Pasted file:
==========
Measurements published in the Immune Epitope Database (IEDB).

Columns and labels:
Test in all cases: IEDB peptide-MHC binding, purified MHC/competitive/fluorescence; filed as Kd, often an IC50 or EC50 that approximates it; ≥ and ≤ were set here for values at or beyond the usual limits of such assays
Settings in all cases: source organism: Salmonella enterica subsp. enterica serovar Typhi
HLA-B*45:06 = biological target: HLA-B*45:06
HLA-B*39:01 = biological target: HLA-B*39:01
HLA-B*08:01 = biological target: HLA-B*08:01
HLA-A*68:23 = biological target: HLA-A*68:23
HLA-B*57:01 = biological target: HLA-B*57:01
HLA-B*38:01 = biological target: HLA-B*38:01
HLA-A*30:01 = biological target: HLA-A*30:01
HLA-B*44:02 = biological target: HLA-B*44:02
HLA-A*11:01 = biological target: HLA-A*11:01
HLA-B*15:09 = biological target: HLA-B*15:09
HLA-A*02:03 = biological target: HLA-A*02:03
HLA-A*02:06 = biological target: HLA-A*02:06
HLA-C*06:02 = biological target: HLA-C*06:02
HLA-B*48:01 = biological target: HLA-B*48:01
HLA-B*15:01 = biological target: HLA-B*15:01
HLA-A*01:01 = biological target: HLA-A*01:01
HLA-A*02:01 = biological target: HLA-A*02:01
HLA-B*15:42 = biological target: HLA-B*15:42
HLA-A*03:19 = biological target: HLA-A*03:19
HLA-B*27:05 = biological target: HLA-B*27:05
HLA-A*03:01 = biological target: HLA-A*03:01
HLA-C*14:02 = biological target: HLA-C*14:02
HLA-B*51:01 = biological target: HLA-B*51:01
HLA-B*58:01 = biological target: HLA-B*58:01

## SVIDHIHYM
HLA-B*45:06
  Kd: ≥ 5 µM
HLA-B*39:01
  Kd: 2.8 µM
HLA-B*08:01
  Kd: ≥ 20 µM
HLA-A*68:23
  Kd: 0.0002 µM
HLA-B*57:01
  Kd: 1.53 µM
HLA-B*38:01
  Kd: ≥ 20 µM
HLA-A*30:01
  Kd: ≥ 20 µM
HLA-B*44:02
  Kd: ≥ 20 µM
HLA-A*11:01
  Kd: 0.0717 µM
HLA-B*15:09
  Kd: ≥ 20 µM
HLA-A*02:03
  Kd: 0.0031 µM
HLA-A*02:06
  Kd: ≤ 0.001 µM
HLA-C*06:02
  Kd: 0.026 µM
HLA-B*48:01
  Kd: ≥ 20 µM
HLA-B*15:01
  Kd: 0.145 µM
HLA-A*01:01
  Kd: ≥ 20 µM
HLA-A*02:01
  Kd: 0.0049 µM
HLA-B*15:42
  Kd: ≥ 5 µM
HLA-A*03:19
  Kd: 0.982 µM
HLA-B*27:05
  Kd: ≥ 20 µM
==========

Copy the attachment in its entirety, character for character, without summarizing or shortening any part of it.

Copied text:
Measurements published in the Immune Epitope Database (IEDB).

Columns and labels:
Test in all cases: IEDB peptide-MHC binding, purified MHC/competitive/fluorescence; filed as Kd, often an IC50 or EC50 that approximates it; ≥ and ≤ were set here for values at or beyond the usual limits of such assays
Settings in all cases: source organism: Salmonella enterica subsp. enterica serovar Typhi
HLA-B*45:06 = biological target: HLA-B*45:06
HLA-B*39:01 = biological target: HLA-B*39:01
HLA-B*08:01 = biological target: HLA-B*08:01
HLA-A*68:23 = biological target: HLA-A*68:23
HLA-B*57:01 = biological target: HLA-B*57:01
HLA-B*38:01 = biological target: HLA-B*38:01
HLA-A*30:01 = biological target: HLA-A*30:01
HLA-B*44:02 = biological target: HLA-B*44:02
HLA-A*11:01 = biological target: HLA-A*11:01
HLA-B*15:09 = biological target: HLA-B*15:09
HLA-A*02:03 = biological target: HLA-A*02:03
HLA-A*02:06 = biological target: HLA-A*02:06
HLA-C*06:02 = biological target: HLA-C*06:02
HLA-B*48:01 = biological target: HLA-B*48:01
HLA-B*15:01 = biological target: HLA-B*15:01
HLA-A*01:01 = biological target: HLA-A*01:01
HLA-A*02:01 = biological target: HLA-A*02:01
HLA-B*15:42 = biological target: HLA-B*15:42
HLA-A*03:19 = biological target: HLA-A*03:19
HLA-B*27:05 = biological target: HLA-B*27:05
HLA-A*03:01 = biological target: HLA-A*03:01
HLA-C*14:02 = biological target: HLA-C*14:02
HLA-B*51:01 = biological target: HLA-B*51:01
HLA-B*58:01 = biological target: HLA-B*58:01

## SVIDHIHYM
HLA-B*45:06
  Kd: ≥ 5 µM
HLA-B*39:01
  Kd: 2.8 µM
HLA-B*08:01
  Kd: ≥ 20 µM
HLA-A*68:23
  Kd: 0.0002 µM
HLA-B*57:01
  Kd: 1.53 µM
HLA-B*38:01
  Kd: ≥ 20 µM
HLA-A*30:01
  Kd: ≥ 20 µM
HLA-B*44:02
  Kd: ≥ 20 µM
HLA-A*11:01
  Kd: 0.0717 µM
HLA-B*15:09
  Kd: ≥ 20 µM
HLA-A*02:03
  Kd: 0.0031 µM
HLA-A*02:06
  Kd: ≤ 0.001 µM
HLA-C*06:02
  Kd: 0.026 µM
HLA-B*48:01
  Kd: ≥ 20 µM
HLA-B*15:01
  Kd: 0.145 µM
HLA-A*01:01
  Kd: ≥ 20 µM
HLA-A*02:01
  Kd: 0.0049 µM
HLA-B*15:42
  Kd: ≥ 5 µM
HLA-A*03:19
  Kd: 0.982 µM
HLA-B*27:05
  Kd: ≥ 20 µM